Ford to lay off 7,000 white collar workers

Ann Santiago
May 20, 2019

By the time it ends in August, 7,000 white-collar jobs will have gone.

Ford said the plan, which includes 2,300 cuts in the U.S., will save the company $600m (£471m) a year.

Ford announced Monday that they would be laying off about 500 white collar employees in the USA, mostly in Dearborn, with more cuts globally.

Throughout the summer, 300 more job cuts will take place in the US, for a total of 800 in the redesign process. About 1,500 have left voluntarily or with buyouts, while another 300 have already been laid off.

Eliminating the positions will save Ford about $600m a year, CEO Jim Hackett wrote in a memo to employees Monday, seven months after the company informed employees of a salaried workforce "redesign".

This comes on the heels of Ford's recent announcement that it would change its investment in its home state a bit to the tune of $900 million and 900 new jobs.

Hackett said it would give those affected by the job cuts a few days to wrap up and say goodbye, emphasising Ford's position as a family company.


It's the second set of layoffs for Detroit-area automakers, even though the companies are making healthy profits.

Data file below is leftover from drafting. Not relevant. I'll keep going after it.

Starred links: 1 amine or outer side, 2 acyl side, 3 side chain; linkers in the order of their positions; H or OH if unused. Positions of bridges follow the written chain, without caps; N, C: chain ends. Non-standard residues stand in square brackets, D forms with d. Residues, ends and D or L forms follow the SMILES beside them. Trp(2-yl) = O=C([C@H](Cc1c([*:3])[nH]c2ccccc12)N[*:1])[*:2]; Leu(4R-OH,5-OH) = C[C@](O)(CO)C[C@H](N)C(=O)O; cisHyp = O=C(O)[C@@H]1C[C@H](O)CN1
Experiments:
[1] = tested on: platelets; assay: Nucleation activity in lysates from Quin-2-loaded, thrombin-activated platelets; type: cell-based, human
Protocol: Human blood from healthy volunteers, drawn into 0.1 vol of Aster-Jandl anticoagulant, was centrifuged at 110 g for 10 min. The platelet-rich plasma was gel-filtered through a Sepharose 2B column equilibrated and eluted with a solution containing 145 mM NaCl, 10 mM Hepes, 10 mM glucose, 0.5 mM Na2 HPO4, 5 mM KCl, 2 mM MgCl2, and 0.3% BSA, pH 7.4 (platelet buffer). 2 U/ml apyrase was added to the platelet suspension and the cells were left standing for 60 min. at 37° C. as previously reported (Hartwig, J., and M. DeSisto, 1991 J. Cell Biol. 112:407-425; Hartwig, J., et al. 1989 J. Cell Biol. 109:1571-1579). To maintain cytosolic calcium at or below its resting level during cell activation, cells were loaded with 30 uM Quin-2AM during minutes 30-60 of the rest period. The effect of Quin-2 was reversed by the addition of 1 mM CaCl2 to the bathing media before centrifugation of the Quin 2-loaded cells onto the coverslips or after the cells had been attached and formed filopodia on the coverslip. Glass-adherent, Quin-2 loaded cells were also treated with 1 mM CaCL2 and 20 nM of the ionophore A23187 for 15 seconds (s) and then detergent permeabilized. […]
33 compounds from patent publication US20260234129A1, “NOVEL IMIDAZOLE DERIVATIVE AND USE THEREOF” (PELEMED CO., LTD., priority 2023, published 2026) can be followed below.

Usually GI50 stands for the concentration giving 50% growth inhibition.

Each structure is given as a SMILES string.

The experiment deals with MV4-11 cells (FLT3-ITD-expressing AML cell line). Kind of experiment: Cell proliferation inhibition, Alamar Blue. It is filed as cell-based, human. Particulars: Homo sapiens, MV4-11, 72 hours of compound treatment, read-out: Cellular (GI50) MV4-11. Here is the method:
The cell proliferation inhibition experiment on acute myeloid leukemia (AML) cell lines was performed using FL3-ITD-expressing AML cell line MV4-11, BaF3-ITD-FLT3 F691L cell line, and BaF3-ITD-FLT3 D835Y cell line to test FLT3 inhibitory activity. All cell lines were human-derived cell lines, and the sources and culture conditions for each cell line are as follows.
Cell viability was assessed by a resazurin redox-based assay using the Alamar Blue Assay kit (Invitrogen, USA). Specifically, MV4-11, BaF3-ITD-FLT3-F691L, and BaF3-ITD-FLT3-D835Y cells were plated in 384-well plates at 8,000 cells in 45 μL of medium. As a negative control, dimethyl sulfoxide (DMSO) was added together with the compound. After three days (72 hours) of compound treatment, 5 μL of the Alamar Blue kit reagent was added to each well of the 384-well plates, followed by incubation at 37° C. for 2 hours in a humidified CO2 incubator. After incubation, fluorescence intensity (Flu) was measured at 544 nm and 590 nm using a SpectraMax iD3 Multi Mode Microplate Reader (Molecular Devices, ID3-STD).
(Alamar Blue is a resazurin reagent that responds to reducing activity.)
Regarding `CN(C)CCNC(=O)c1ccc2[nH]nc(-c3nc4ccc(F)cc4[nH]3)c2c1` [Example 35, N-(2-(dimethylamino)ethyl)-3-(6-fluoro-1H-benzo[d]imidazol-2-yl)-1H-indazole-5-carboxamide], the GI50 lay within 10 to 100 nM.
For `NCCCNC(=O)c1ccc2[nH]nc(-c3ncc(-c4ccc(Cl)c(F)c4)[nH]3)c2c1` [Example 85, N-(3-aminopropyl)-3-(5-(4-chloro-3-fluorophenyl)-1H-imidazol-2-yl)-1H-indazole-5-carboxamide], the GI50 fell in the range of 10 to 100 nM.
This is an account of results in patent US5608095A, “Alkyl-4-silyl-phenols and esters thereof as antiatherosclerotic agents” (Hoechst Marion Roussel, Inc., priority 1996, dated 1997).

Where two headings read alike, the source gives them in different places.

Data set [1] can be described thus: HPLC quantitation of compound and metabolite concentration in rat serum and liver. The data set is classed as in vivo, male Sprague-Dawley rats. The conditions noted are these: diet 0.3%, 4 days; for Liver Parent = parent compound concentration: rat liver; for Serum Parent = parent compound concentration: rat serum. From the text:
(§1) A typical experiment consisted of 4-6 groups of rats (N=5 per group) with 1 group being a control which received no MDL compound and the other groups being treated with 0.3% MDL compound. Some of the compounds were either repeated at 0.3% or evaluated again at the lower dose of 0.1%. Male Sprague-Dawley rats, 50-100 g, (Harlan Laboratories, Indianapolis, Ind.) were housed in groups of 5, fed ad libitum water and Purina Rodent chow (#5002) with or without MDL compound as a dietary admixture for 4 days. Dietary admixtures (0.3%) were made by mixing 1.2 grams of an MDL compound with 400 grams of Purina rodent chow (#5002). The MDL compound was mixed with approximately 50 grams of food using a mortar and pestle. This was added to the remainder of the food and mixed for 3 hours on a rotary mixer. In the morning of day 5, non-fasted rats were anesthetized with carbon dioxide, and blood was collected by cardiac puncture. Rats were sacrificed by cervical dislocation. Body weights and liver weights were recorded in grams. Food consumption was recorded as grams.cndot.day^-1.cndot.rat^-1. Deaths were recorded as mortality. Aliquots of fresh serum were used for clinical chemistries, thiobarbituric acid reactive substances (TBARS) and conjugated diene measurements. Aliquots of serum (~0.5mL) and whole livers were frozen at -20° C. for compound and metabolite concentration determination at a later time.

U.S. President Donald Trump has pushed boosting auto sector employment, harshly criticizing automakers, especially General Motors Co for cutting jobs, but has focused primarily on blue-collar cuts at factories rather than white-collar reductions.

In the US about 1,500 white-collar employees left the company voluntarily since the restructuring began a year ago, some taking buyouts. Many have been upset that it took so long for the company to make decisions. Most of the cuts are expected to impact workers at its headquarters in Dearborn, Michigan. About 6,000 blue-collar positions were cut, but most of laid-off factory workers in the USA will be placed at other plants mainly that build trucks and SUVs.

Both companies have said the cuts are needed because the companies face huge capital expenditures to update their current vehicles and develop them for the future. Morgan Stanley analyst Adam Jonas predicted 25,000 white-collar job cuts late a year ago, a number that Ford would not deny. That stood in contrast to how GM handled layoffs earlier this year where employees were asked to leave immediately.

The dismissals are created to shrink Ford's management structure by 20% and streamline the number of organisational layers to nine or less, from 14, Hackett said.

Ford acknowledged in the company email that saying goodbye to colleagues is hard and emotional.

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